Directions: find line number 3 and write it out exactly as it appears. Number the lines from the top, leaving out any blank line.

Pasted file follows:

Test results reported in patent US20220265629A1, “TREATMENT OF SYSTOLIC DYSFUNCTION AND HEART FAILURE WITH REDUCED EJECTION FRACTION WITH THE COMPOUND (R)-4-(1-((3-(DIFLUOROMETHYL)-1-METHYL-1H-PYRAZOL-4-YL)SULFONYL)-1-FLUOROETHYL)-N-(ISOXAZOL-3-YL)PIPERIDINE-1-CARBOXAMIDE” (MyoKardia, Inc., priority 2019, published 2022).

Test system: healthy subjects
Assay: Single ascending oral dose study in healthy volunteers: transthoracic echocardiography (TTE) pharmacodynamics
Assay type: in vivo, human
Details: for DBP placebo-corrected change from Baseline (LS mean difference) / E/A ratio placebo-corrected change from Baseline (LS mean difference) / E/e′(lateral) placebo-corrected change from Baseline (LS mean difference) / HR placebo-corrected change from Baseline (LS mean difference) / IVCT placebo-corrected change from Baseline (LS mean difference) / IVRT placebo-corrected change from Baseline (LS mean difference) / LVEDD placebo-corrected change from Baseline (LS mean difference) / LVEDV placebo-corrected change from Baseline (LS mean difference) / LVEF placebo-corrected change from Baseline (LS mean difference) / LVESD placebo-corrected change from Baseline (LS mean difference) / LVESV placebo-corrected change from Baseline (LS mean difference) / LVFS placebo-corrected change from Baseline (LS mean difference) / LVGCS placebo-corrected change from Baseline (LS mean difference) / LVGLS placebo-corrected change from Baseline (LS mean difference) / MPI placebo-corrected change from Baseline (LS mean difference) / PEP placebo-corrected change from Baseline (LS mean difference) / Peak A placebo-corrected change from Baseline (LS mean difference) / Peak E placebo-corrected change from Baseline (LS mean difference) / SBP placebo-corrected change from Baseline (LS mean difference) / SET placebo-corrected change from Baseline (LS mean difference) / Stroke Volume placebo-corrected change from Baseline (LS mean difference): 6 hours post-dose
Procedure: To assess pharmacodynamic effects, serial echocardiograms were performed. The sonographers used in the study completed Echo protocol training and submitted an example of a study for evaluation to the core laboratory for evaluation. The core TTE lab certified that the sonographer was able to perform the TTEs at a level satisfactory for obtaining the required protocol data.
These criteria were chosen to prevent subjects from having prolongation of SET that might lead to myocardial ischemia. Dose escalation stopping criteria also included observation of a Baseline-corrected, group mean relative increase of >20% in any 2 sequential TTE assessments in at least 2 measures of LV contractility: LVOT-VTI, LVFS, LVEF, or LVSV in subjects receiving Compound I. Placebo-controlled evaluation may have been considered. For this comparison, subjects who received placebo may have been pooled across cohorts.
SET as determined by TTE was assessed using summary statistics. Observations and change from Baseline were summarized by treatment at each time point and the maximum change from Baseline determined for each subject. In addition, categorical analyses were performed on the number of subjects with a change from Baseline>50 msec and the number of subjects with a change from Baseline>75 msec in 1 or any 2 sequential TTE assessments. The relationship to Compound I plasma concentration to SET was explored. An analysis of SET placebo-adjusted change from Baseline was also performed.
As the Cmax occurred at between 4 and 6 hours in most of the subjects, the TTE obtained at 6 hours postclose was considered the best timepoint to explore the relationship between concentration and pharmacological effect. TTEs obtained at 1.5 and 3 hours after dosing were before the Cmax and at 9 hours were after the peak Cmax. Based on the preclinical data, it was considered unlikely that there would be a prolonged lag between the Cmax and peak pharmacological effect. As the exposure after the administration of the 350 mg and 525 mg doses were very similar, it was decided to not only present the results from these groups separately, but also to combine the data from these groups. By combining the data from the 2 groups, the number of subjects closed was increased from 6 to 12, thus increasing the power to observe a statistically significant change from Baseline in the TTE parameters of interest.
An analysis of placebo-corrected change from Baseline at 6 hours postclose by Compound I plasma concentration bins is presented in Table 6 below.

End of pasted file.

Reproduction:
Assay: Single ascending oral dose study in healthy volunteers: transthoracic echocardiography (TTE) pharmacodynamics